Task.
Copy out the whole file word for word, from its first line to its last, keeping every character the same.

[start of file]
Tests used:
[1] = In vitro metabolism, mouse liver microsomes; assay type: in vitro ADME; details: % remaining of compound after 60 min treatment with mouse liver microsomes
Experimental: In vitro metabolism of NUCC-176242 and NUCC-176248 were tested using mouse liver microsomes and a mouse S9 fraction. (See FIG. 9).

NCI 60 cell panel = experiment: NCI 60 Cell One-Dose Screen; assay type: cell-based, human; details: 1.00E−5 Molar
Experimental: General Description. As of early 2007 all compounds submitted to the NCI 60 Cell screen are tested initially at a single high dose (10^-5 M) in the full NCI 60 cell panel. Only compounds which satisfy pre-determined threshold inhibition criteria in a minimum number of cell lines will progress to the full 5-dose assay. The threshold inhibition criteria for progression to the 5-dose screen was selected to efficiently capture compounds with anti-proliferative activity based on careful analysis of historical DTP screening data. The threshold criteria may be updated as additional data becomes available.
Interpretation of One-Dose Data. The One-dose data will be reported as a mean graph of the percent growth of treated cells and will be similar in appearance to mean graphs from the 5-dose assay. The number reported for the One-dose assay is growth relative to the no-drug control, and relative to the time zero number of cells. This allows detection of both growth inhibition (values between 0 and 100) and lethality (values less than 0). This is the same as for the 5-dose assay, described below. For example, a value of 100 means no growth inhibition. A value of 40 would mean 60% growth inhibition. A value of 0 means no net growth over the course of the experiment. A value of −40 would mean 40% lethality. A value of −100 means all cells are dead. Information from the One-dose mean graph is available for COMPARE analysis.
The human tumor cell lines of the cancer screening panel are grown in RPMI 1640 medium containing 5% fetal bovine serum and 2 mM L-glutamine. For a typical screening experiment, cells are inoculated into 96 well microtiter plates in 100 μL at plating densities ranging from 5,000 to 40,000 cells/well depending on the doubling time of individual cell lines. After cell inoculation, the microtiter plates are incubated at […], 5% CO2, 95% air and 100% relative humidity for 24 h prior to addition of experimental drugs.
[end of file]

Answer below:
Tests used:
[1] = In vitro metabolism, mouse liver microsomes; assay type: in vitro ADME; details: % remaining of compound after 60 min treatment with mouse liver microsomes
Experimental: In vitro metabolism of NUCC-176242 and NUCC-176248 were tested using mouse liver microsomes and a mouse S9 fraction. (See FIG. 9).

NCI 60 cell panel = experiment: NCI 60 Cell One-Dose Screen; assay type: cell-based, human; details: 1.00E−5 Molar
Experimental: General Description. As of early 2007 all compounds submitted to the NCI 60 Cell screen are tested initially at a single high dose (10^-5 M) in the full NCI 60 cell panel. Only compounds which satisfy pre-determined threshold inhibition criteria in a minimum number of cell lines will progress to the full 5-dose assay. The threshold inhibition criteria for progression to the 5-dose screen was selected to efficiently capture compounds with anti-proliferative activity based on careful analysis of historical DTP screening data. The threshold criteria may be updated as additional data becomes available.
Interpretation of One-Dose Data. The One-dose data will be reported as a mean graph of the percent growth of treated cells and will be similar in appearance to mean graphs from the 5-dose assay. The number reported for the One-dose assay is growth relative to the no-drug control, and relative to the time zero number of cells. This allows detection of both growth inhibition (values between 0 and 100) and lethality (values less than 0). This is the same as for the 5-dose assay, described below. For example, a value of 100 means no growth inhibition. A value of 40 would mean 60% growth inhibition. A value of 0 means no net growth over the course of the experiment. A value of −40 would mean 40% lethality. A value of −100 means all cells are dead. Information from the One-dose mean graph is available for COMPARE analysis.
The human tumor cell lines of the cancer screening panel are grown in RPMI 1640 medium containing 5% fetal bovine serum and 2 mM L-glutamine. For a typical screening experiment, cells are inoculated into 96 well microtiter plates in 100 μL at plating densities ranging from 5,000 to 40,000 cells/well depending on the doubling time of individual cell lines. After cell inoculation, the microtiter plates are incubated at […], 5% CO2, 95% air and 100% relative humidity for 24 h prior to addition of experimental drugs.